Telemed

VMC implemented a HIPAA-compliant telemedicine platform through Zoom Healthcare early on in the pandemic.  This allowed us to stay in touch with our patients and to help several through COVID-19 while remaining in the safety of their home.  Now, it's a convenient way to have an appointment for something that either does not need an in-person examination or for someone who is sick.

Preparing for your telemed appointment

Please complete the following steps prior to your appointment:

  • Download and install the Zoom Meeting app to your smartphone or computer (with a webcam) at https://zoom.us/support/download.  You do not need to have an account with Zoom in order to use the application.

  • Take your own vital signs.  Write down the following information to report to us:

    • weight (if you have a scale)

    • temperature.  This needs to be accurate - please follow your thermometer's instructions.

    • pulse.  Here is a YouTube video on how to determine your pulse:  https://www.youtube.com/watch?v=AHHr8qNU9QY

    • blood pressure.  Please follow your monitor's instructions.  Here is a YouTube video on how to do this:  https://www.youtube.com/watch?v=IVMxIB388XI  If you do not have a cuff, consider getting one for future use.  They are relatively inexpensive and available either online or at a pharmacy.

    • respiratory rate. 

      • Set a one minute timer.

      • Sit upright.

      • Start the timer.

      • Breathe normally.

      • Count the number of times your chest rises and falls in 60 seconds (one rise and fall is counted as one breath).

When it's time for your appointment:

  • Open the Zoom app.

  • Enter the Zoom meeting ID (we will provide this to you) in the "Meeting ID" box

  • Upon clicking "Join" you will be prompted to enter the meeting password (we will provide this to you) go ahead and enter that once prompted by Zoom.

What to expect during your appointment:

The flow of your visit from this point is very similar to a visit in the office: ​

  • You will wait in the "virtual exam room" for a bit until one of our medical assistants is ready to help you.  Be assured we will be with you as soon as we can.

  • One of our medical assistants will join the meeting.  From there it's similar to being in the office - they'll:

    • Obtain your telemedicine visit copay (we pull this from your insurer's benefits website) - please have your credit card information ready

    • Confirm the reason for the visit

    • Obtain additional details you would like to provide

    • Obtain your current medication list, allergies, etc.

    • Obtain the vital signs you obtained for us prior to your appointment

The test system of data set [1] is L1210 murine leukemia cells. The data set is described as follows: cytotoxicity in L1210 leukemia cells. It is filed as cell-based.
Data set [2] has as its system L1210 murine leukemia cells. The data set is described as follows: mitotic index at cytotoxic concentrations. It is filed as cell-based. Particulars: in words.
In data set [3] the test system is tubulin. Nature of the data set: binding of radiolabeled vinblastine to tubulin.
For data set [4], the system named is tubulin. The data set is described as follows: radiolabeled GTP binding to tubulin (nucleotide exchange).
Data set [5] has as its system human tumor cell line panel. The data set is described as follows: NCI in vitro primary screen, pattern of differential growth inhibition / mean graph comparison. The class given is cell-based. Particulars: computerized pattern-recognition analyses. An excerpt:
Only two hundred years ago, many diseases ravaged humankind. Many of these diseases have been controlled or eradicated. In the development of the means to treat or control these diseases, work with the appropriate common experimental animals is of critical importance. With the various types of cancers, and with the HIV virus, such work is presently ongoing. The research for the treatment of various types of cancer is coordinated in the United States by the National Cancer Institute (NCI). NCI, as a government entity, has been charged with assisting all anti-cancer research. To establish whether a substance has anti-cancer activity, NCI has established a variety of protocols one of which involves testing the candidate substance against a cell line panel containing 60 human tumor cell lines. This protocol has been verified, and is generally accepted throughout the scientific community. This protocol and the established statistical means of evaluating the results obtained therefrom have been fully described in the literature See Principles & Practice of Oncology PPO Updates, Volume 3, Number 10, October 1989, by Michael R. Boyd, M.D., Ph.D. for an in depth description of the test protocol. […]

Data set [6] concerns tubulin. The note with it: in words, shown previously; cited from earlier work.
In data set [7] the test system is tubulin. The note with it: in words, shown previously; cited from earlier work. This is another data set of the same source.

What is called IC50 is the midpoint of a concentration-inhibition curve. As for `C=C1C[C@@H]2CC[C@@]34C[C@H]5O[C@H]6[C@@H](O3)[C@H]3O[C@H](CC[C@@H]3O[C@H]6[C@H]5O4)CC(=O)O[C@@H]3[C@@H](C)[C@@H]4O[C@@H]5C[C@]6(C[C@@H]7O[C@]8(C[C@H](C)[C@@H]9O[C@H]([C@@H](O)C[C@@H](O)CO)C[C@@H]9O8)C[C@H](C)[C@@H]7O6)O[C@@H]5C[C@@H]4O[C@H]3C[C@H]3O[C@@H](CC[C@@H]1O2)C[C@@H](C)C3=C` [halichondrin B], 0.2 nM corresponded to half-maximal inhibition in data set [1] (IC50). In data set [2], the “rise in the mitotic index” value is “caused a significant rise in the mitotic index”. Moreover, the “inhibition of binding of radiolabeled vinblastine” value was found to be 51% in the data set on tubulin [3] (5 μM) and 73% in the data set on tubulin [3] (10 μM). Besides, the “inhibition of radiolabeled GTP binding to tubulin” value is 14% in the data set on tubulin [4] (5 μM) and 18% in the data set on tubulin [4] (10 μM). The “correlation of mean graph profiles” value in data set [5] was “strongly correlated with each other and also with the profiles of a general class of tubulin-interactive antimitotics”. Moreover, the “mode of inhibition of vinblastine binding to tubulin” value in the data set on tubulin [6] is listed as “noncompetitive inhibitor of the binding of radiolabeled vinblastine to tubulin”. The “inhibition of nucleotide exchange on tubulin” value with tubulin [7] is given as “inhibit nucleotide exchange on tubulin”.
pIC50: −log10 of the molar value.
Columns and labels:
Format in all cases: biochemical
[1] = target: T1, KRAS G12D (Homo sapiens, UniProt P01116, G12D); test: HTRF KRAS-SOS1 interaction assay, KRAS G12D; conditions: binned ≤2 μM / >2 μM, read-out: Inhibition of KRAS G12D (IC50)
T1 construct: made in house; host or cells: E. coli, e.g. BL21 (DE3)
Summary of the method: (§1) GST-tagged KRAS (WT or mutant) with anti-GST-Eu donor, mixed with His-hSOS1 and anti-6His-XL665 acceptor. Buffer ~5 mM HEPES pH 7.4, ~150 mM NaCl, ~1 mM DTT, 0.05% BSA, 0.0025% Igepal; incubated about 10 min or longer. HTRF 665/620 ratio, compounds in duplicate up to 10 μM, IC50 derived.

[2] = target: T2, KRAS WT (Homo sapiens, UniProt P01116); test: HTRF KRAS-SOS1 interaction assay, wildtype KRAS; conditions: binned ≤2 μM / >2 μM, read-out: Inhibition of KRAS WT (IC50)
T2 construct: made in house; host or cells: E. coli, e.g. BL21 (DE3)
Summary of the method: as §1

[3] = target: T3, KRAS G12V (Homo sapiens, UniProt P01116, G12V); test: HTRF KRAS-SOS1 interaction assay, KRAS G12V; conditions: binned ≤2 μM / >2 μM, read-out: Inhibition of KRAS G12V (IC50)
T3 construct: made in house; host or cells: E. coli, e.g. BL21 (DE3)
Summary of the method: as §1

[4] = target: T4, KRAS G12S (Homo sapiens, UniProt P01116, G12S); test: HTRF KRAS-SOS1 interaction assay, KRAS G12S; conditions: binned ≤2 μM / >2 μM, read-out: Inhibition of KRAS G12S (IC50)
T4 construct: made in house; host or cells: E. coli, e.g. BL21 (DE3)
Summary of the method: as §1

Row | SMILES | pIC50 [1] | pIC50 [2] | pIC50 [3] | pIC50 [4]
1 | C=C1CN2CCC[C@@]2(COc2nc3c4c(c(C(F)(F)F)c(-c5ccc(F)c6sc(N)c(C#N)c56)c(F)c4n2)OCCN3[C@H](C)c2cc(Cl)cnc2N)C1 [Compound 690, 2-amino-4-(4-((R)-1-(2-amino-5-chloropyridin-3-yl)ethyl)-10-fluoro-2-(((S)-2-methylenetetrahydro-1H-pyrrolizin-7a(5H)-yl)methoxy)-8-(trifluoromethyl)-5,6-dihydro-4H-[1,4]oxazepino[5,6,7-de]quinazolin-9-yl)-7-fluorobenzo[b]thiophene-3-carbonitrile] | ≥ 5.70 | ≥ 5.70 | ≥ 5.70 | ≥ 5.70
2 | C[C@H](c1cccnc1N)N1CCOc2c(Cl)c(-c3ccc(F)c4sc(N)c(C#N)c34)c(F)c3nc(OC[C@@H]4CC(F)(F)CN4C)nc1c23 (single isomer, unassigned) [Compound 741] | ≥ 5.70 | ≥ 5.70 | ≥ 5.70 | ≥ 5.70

• Ask a few additional questions

  • Once the medical assistant has completed their work, they will place you back in the "virtual exam room" while the physician wraps up with the patient before you.  They will be with you as soon as possible.

  • The physician will join the meeting and meet with you.

 

 

 

 

 

 

 

 

 

Limitations of Telemed

While telemed is a wonderful tool, please bear in mind:

  • There is no way we can perform certain aspects of a physical exam, e.g., listening to your lungs, bowel sounds, heart, looking in your ears, throat, other body areas, etc.;

  • There is no way for us to perform in-office diagnostic testing, e.g., lung function tests, EKGs, etc.

  • There is no way for us to perform in-office lab tests, e.g., strep tests, influenza tests, mono tests, urine tests, etc.

  • There is no way for us to draw your blood.  We may email you a lab order to be done at a draw station if appropriate.

We therefore are relying on you to provide as detailed of a history and explanation of your symptoms as possible during the telemedicine visit.  There are circumstances in which, upon consulting with you via video, we may have you visit an urgent care or emergency room should the aforementioned exam and diagnostic data be required to establish a diagnosis.

It is also extremely important to bear in mind if your symptoms worsen (i.e., if you transition from mild / moderate symptoms to severe symptoms) or if new symptoms which are severe (or on their way to becoming severe) in nature come about you, a family member, caregiver, friend, etc. should call the emergency room closest to you to convey your symptoms.  In any emergency always call 911 and have someone able to convey this same information to the 911 dispatcher and EMS personnel upon their arrival.